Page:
Allan: I loved Dean. He has his own sexual problem to deal with (as do all the younger generation – and its a great point being made that no matter how things change there will always be sex related things to deal with). But Dean deals with his not by looking externally and seeking medical help, but by going internal. He explores different expressions of sexuality in the physical in the hope that it’ll help solve his particular problem.
AJH: I genuinely thought his problem was he was 19? Not that he was having a genuine medical pre-ejaculation problem.
Allan: Lol. Quite possibly.
Beej: I thought it was ‘over excitement’ and enthusiasm and youth. Lol.
Beej: Of course Freddie is Bi – How do you think that was represented and discussed within the drama?
Allan: I have some problems with how Freddie was portrayed. He is shown to be mean and manipulative, particularly with sex and the power that he wields, what with him being the sexy pretty character. While I think that it’s clear that that’s who Freddie is as a character I was a bit uncomfortable with the main Bi character being the ‘baddie’.
But then I also think that Freddie is the new Henry. Until he deals with who he is and what life could be he will never move on from being the manipulative one. In some ways Cucumber was a cautionary tale to Freddie.
Beej: I began the series having a serious problem with the character of Freddie, but by the last episode I felt sorry for him. He was aimless, couldn’t decide on anyone or anything. He’d even tried marriage and that didn’t go well…so yes I think Freddie is a young Henry. They were both searching, which is why I found the end so difficult and slightly depressing and happy at the same time…
AJH: Well, like Allan said, he and Henry are very similar characters (both powerfully manipulative and emotionally repressed) and ironically they’re both trapped by the same expectations about queer identity and queer sexuality i.e. that it’s all about sex, and sexual behaviour, and other needs and wants – like love, just to be really wet for a moment – become complicated and downplayed. I thought Freddie was okay, partially because Freddie Fox (the actor) is so completely delightful to look at, but also because I thought this relationship to sexual power was interestingly deconstructed. I mean, since we’re talking about QaF, in the opening episode of that, Stuart fucks this 15 year old boy and it’s consistently shown to be A Good Thing To Do. Nathan is empowered and awakened by the experience. And Freddie also was seduced by an older man (a teacher) – someone he was apparently sleeping with throughout his adolescence. But that’s explored much more ambiguously.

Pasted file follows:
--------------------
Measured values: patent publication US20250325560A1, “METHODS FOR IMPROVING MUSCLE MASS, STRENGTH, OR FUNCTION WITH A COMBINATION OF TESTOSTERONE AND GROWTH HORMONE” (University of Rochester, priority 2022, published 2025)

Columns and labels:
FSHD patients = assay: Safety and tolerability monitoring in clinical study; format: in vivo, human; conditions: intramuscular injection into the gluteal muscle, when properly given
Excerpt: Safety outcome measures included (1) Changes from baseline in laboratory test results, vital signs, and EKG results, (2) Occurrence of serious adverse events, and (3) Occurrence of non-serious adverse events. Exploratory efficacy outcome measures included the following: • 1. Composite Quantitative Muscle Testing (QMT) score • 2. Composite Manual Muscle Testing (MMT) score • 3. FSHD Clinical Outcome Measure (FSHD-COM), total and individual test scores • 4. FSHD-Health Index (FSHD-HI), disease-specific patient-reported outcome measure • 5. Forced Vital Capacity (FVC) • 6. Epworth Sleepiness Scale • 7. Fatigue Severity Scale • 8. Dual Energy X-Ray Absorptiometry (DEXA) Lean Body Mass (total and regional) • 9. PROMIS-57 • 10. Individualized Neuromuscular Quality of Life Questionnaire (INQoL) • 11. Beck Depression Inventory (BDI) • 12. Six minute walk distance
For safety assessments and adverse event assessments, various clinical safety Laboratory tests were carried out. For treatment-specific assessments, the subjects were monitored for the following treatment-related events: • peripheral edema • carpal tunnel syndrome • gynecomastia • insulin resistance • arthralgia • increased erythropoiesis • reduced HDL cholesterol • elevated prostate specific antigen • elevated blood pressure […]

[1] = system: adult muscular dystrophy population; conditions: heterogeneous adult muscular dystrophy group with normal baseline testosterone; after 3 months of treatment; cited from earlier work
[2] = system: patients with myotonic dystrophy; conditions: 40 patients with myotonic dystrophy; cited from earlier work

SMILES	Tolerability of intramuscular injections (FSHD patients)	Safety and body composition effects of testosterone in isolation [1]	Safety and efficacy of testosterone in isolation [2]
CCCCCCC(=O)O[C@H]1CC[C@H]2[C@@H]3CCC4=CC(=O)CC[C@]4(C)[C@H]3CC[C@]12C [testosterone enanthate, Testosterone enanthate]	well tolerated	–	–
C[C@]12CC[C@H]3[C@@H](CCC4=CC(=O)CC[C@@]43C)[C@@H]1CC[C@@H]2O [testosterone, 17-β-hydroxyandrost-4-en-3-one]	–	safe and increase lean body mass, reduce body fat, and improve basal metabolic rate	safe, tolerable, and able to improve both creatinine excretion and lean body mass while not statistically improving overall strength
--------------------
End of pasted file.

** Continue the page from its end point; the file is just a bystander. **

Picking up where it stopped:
Beej: Ah I have to disagree with you there a bit after Stuart fucks Nathan…he’s called to be at the birth of his son. His happy go lucky fuck everything that moves changes after that and Nathan. Freddie is sex on a stick and manipulates with his looks and sex appeal but it doesn’t bring him happiness either, I don’t think RTD is saying that either case of being fucked by an older gay man was a good thing. The older man in Cucumber is punished for his ‘sin’ as well.
AJH: I didn’t get that all. There’s no hint in QaF that Nathan is materially damaged by being fucked by Stuart.
Beej: No, but he is growing up as a gay teenager with very disapproving parents and he is supported in a way by the confidence Stuart’s initial interest gives him to discover his way as a gay man. Freddie’s parents don’t seem to really care that much about Freddie at all, and it is almost as though Freddie has been let down by all authority figures in his life except, Henry.
Allan: Oooh, so many things to pick up. Where to start. Both shows are quite clear that teenagers actively instigate sex – for whatever reasons. Sometimes this is good, sometimes not. As someone who was thoroughly enjoying sex at aged 15 I’m going on the ‘tis a good thing’ side. As for Freddie. I liked how the show used his looks. Most effectively in the last episode, which was both quite porny and very uncomfortable emotionally for the purpose that lay behind it.